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Discussion Questions for The Dressmaker of Khair Khana

​Our staff readers have prepared this list of discussion questions for those reading The Dressmaker of Khair Khana by Gayle Tzemach Lemmon. We hope you will pick up this inspiring book and join the conversation!

Discussion Questions for The Dressmaker of Khair Khana

1. Kamila’s goal was to be a teacher – she studied and earned a prestigious certificate. But then the Taliban took over Kabul and banned women from nearly all public places, including schools. How do you think women would react if something like this happened in your hometown or country?

2. Residents of Kabul “watched helplessly as the Taliban began reshaping the cosmopolitan capital according to their Utopian vision of seventh-century Islam. Almost immediately they instituted a brutal – and effective – system of law and order. Then they banned everything they regarded as a distraction from the duty of worship: music…movies, television…even kite flying.” What if your country banned all “distraction?” How would the loss of music, television, or your hobbies affect your life?

3. Throughout the book, Kamila and the women take many risks in order to help their families. While it is easy to think of them as victims under such oppressive circumstances, what we really see when we look more closely is strength, courage, resiliency and their strong bonds of family and friendship. Did Kamila’s experiences alter your perception of these women and their roles in society? Can you imagine taking the risks Kamila took to help her family?

4. Kamila relies heavily on her faith as a source of guidance through many critical points in her life. What role does faith play in your personal life?

5. “’Every time I think things are bad, something happens, and we get through it,’ Kamila thought to herself. ‘Father was right; we just have to keep doing our part and everything will be okay. God is watching out for us.’” Is there a mantra you use in your daily life to keep your head on straight and get through hard times? Do you agree with this?

6. In addition to the strong bonds of friendship formed by the women in this story, Kamila’s relationships with her father and brother, and those she cultivates throughout her journey, play an important role in her life and, ultimately, in her successful business. Did her relationships reinforce or alter your interpretation of male roles in Afghan society?

7. The Sidiqi family never completely abandoned their home in Khair Khana, even when war and the economy changed their life so greatly. If you picture yourself in the same situation, what would you do?  And do you know of any who had to abound their hometown?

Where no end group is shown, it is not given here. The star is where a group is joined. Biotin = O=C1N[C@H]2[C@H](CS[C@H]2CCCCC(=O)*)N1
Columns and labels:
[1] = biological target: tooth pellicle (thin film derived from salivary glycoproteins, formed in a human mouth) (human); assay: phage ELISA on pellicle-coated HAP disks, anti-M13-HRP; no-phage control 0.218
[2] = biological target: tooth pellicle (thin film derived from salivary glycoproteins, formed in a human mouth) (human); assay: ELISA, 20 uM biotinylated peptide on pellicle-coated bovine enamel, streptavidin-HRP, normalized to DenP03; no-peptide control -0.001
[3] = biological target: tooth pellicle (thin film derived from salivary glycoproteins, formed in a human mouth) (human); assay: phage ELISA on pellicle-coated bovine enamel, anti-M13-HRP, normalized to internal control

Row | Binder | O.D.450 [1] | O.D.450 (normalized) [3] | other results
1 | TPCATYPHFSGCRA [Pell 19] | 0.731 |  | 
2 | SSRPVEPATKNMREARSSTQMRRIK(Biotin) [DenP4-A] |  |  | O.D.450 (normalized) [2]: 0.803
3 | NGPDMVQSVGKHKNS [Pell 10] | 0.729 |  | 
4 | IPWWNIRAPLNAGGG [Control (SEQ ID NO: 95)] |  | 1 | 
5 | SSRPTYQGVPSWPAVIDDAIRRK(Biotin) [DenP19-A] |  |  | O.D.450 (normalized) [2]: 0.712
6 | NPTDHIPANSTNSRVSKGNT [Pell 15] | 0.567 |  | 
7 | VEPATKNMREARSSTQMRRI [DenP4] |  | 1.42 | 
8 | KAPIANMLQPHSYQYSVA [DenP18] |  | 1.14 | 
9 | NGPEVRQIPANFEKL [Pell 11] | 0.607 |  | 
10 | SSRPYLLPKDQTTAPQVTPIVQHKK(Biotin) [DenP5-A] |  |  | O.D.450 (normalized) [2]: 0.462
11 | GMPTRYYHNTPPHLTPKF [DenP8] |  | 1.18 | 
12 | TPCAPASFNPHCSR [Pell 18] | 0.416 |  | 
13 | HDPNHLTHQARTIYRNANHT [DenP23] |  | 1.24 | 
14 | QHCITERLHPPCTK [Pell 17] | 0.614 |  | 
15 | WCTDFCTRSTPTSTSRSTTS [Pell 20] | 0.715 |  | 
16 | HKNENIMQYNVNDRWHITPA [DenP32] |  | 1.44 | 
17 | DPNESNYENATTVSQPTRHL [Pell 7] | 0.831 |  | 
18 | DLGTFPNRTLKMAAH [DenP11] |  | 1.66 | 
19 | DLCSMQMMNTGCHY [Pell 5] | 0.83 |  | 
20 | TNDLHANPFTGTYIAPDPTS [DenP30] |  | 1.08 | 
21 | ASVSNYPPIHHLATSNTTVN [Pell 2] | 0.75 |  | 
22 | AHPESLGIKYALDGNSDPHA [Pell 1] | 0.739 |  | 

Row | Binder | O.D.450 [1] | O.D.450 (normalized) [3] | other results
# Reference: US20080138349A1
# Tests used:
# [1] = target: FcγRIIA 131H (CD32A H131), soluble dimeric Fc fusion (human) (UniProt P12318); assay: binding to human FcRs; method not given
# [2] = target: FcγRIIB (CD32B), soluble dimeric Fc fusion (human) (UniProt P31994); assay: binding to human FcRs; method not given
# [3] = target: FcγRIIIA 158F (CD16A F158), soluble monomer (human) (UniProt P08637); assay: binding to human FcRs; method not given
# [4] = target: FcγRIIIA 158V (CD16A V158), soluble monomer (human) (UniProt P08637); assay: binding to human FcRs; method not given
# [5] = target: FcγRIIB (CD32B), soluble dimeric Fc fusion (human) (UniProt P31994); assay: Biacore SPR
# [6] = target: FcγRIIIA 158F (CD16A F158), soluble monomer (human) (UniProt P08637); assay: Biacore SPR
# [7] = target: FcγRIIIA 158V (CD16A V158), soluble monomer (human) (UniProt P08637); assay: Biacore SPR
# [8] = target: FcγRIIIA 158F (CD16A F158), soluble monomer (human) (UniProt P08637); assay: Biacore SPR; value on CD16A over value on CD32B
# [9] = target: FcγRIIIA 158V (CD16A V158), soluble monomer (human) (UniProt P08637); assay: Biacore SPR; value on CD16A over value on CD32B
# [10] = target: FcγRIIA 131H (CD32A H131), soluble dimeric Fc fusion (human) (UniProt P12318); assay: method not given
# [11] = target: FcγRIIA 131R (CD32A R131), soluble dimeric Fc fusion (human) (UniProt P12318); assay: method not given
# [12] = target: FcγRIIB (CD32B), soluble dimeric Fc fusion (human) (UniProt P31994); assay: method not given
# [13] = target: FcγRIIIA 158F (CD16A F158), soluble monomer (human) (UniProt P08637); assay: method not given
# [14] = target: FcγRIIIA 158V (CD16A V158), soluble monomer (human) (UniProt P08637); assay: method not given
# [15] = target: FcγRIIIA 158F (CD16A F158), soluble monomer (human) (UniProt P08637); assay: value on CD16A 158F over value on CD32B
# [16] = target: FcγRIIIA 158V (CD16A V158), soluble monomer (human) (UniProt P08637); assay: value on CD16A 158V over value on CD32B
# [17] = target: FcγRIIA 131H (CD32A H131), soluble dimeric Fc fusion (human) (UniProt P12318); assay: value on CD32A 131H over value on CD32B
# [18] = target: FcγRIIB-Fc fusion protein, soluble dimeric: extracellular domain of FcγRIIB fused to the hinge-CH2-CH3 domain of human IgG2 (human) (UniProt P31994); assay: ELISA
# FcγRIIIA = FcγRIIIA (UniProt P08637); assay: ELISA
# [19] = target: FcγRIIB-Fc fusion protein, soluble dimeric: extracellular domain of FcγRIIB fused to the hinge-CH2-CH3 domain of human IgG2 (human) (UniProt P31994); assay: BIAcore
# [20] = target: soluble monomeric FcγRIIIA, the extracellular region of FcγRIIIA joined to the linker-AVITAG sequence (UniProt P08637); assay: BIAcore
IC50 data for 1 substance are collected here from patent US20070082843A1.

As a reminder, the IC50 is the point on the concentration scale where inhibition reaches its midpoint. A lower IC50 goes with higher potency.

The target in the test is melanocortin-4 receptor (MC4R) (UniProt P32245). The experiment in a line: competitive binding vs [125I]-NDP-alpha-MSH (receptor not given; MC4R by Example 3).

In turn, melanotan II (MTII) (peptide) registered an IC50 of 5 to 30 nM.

8. Kamila was on her way to a training session through the Women’s Community Forum when her bus ride was interrupted by a Talib soldier, questioning why the women were traveling without their mahram (male relative escort). The outcome would be devastating if the angry Talib found out about their jobs. Kamila bravely stood up and reasoned with the soldier, later explaining to others, “If I didn’t speak to him like a brother, he would have been sure we were guilty of doing something wrong, which we were not.” Did Kamila’s way of speaking to men throughout her experiences play a role in her success? How does the way you speak affect the way people perceive you?

9. “They were just kids trying to survive another year of war together with no parents to watch over them. All that protected them right now was their faith – and the green metal gate that kept the outside world at bay.”  What did the green gate represent to you as a reoccurring visual throughout the book?
People to People International’s Global Book Club is a way to connect with your global community. Global Book Club members communicate about valuable, international topics and gain unique insight and understanding of various cultural views in relation to those topics. For more information on People to People International, visit www.ptpi.org or PTPI’s Facebook Page

The opinions expressed by PTPI staff and other book club members are entirely their own and are not necessarily the views of  PTPI or its Officers, Board of Directors and Board of Trustees.
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